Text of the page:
**Andrew Day comments on the review**

Thanks for the review. Yes, I do like it, and am very interested by your comments. I think you have understood the main ideas of the book really accurately, and your reservations about some of it are well-founded. My comments in response to some of your points are:

In the chapter on place value, I meant to express as much doubt as certainty about how to teach it. I agree that teaching children to 'add zeroes' when multiplying by factors of 10 wouldn't help them to understand place value, and could even have a negative effect if not balanced by a genuine concept of place value. The point I was trying to make there was that 'banning' children from using certain tricks or rules of thumb can backfire - better to allow them at some stage but explain to the class that they are just tricks? Also, I was taught that 'the digits move to the left' when you multiply by 10 and the decimal point 'never moved'. I still can't see why saying the digits move is truer than saying that the decimal point moves? Happy to be enlightened on that one, though.

One thing I now wish I'd put in is that children are often introduced to the concept of place value when learning subtraction (when the subtracted digit in the units column is higher than the digit above it). It would help them a lot to explore place value a bit BEFORE then, so that they already know that a number in the tens column can be 'cashed out' into units. That is why I put forward the idea that the teaching of bases - at least introducing the idea that the way we represent numbers is one possibility among others - might... MIGHT be appropriate at a younger age. I just don't know.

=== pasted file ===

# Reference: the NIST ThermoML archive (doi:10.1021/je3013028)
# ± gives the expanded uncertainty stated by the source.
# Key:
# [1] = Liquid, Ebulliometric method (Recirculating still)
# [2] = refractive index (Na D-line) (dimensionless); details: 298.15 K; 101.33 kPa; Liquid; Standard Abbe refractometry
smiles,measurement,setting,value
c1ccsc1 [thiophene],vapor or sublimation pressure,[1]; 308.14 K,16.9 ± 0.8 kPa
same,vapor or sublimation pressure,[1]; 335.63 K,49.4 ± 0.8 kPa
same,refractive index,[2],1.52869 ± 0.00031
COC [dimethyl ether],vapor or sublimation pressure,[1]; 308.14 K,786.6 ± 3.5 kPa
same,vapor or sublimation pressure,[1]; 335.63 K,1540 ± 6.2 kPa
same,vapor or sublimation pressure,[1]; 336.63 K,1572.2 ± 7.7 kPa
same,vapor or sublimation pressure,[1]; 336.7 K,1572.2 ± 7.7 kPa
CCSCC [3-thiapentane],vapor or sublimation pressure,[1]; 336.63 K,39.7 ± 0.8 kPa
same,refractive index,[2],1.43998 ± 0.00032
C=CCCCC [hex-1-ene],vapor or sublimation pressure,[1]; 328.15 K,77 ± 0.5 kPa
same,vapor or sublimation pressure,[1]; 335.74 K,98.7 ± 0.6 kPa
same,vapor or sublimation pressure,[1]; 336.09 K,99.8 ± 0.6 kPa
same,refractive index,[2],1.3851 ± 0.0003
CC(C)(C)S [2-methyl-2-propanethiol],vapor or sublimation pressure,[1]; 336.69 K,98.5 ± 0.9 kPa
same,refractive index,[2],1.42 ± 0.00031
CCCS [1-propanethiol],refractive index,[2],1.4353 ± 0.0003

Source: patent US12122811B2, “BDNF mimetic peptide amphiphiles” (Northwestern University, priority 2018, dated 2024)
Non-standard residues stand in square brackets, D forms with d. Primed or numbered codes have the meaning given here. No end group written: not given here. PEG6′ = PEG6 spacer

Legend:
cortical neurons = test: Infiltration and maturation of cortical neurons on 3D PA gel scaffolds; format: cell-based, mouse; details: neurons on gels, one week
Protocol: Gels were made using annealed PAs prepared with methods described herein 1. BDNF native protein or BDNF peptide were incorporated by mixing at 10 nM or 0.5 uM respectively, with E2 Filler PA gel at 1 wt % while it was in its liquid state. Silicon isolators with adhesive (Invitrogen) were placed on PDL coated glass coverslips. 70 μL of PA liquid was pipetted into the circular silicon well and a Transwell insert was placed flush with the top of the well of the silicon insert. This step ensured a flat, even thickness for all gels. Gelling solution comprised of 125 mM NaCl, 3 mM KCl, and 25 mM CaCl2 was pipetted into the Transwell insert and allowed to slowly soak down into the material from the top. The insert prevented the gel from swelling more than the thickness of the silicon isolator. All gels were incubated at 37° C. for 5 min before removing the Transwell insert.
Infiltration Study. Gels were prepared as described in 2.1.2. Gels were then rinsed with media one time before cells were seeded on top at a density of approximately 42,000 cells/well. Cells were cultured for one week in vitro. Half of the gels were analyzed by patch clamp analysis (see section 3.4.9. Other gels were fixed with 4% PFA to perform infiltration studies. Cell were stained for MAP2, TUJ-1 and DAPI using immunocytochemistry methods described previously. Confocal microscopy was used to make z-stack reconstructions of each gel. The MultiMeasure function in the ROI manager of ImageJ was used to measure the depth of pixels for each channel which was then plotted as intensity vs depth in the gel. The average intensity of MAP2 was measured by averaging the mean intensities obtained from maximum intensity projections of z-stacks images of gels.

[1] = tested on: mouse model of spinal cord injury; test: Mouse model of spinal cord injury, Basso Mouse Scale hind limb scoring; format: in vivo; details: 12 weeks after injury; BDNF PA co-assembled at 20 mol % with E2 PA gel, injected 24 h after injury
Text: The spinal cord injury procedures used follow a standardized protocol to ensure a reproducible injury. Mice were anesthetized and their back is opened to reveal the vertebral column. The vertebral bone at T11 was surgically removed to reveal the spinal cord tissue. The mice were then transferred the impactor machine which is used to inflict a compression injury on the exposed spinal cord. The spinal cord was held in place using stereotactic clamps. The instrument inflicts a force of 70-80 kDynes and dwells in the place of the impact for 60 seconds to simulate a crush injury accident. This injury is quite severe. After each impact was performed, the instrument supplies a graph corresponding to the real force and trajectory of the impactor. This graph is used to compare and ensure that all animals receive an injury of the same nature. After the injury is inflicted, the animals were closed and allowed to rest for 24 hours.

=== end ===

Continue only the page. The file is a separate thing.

I'm glad you think that the Things To Say and Key Words are up for discussion. I hesitated before adopting that approach as I don't like to be prescriptive. But in INSETS and CPD generally I find a lot of teachers - especially at primary level, where I usually work - get limited benefit from abstract explanations, even when they understand them fully. In order to get the teachers to put the ideas into practice I have to say 'do this' more than I would like to. Having said that, I have also found that certain instructions and questions, such as 'Try again' 'Why is that?' 'Show us' and comments such as 'Isn't that weird?' and 'Good thinking' are very effective ways of steering the class and can be used a lot. The idea behind the Key Words is that many teachers already know them, or will encounter them soon enough, and it might help to say how my ideas relate to them. There are a number of over-simplifications in the book (partly deliberate, for ease of digestion, partly the result of the limits in my own mathematical knowledge).

Anyway, I'm very grateful for your support and interested in the work you do, Andrew. So thanks again.